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Liberal Google Avoids High British Taxes

From the UK’s Times:

Google pays no tax on £1.6bn [$2.6B] in Britain

Google was accused of ‘ducking its social responsibility’

Robert Watts

December 20, 2009

Google, the internet giant whose informal corporate motto is “don’t be evil”, did not pay any tax on its £1.6 billion [$2.6 billion] advertising revenues in Britain last year.

The firm, which has a substantial presence in London, diverted all its advertising earnings from customers in Britain to its Irish subsidiary.

The arrangement allowed Google legally to avoid paying more than £450m [$726 million] in corporation tax to HM Revenue & Customs in 2008, The Sunday Times has established.

The disclosure prompted politicians to criticise Google, widely lauded as a pioneer of the internet age, for “ducking its social responsibility” and for “tax avoiding”.

Accounts filed with Companies House in the past week show Google’s 2008 UK corporation tax bill amounted to just £141,519 [$229,000] — and that was tax on the interest generated by its cash pile in UK bank deposits.

Vince Cable, the deputy leader of the Liberal Democrats, urged the search firm to “pay its fair share” of tax

About 13% of Google’s global revenues now come from the UK, and 770 staff are based at its London offices.

Accountants said that if the firm’s £1.6 billion UK earnings were paid directly into Google UK Limited, the London operation, it would have been liable for UK corporation tax of between 28% and 30%.

This could have raised about £450m [$723M] for the public finances — enough tax to fund three NHS hospitals, buy at least eight Chinook helicopters or pay the annual salaries of about 15,000 policemen.

Any British individual or company who places an advertisement with the search engine pays a fee to Google’s European headquarters in Ireland, where corporation tax is levied at between 10% and 25%.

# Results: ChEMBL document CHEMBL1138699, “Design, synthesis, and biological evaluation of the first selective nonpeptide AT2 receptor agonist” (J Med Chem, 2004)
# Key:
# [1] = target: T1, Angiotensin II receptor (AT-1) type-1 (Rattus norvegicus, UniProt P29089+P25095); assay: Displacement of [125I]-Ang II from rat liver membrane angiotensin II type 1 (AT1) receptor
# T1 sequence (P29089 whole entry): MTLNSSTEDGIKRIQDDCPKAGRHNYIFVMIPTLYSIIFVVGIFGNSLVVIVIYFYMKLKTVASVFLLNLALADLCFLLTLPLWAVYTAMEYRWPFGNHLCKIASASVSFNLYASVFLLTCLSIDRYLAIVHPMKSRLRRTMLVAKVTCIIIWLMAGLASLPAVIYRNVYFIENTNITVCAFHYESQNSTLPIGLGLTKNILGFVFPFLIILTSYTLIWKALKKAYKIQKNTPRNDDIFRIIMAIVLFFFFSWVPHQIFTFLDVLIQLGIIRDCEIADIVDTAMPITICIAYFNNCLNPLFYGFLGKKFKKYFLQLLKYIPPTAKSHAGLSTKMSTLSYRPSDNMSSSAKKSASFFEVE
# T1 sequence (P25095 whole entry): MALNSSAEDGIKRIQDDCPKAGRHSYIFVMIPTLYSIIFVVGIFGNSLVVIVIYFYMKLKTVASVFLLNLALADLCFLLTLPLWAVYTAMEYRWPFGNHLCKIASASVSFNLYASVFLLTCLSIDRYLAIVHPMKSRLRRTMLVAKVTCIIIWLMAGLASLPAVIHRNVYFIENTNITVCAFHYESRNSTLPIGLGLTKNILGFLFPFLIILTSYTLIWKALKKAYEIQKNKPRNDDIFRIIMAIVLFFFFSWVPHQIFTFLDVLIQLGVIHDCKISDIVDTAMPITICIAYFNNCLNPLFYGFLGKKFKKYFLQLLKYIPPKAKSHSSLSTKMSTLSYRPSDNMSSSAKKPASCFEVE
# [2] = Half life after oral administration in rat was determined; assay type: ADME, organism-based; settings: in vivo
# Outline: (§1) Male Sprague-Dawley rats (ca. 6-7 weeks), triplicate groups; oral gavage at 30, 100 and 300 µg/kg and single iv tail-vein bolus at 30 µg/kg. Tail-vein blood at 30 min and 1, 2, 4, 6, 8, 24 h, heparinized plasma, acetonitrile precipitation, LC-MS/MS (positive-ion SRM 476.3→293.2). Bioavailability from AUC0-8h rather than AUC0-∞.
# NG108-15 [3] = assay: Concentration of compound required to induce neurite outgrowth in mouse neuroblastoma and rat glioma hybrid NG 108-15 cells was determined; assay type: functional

The Dublin operation’s latest accounts show that only €7.5m (£6.7m) [$10.7M] of Irish tax was paid in 2008, even though the bulk of Google’s €6.7 billion (£5.9 billion) [$9.5 billion] European earnings flowed into Ireland

As well as paying little tax, Google UK Limited’s latest accounts disclose that it made modest charitable donations of just £5,662 [$ 9,100] during the year.

The document also reveals that Google’s highest-paid UK director earned nearly £1.1m [$1.7M] — an 80% rise on the previous year

Google has established strong ties with British politicians in recent years.

Last February, David Cameron, the Tory leader, appointed Eric Schmidt, the company’s chairman, to the Conservatives’ economic recovery committee.

A few months later, Cameron suggested that NHS patient records could in future be maintained by Google.

Pontificate globally, cheat locally.

It is so typical is no longer funny or even amusing.

(Thanks to BillK for the heads up.)

This article was posted by Steve on Monday, December 21st, 2009. Comments are currently closed.

2 Responses to “Liberal Google Avoids High British Taxes”

  1. BillK says:

    New media template: avoiding taxes may be legal, but it’s evil.

    From the Times of London:

    Google Pays No Tax on $2.6B in Britain

    By Robert Watts

    (Times of London) – Google, the Internet giant whose informal corporate motto is “don’t be evil,” did not pay any tax on its $2.58 billion advertising revenues in Britain last year…


    It’s legal, but it’s now “ducking social responsibility” to not pay as high a tax rate as possible.

    Once again, why bother running a business?

  2. proreason says:

    It’s not even hypocracy.

    Liberals are amoral.

    It’s that simple.

    The liberal is first, second and third, always, always, always.

    There have no commitment to community, country, charity, or decency.

    Except for “the words”, of course.

    Which are 100% lies.

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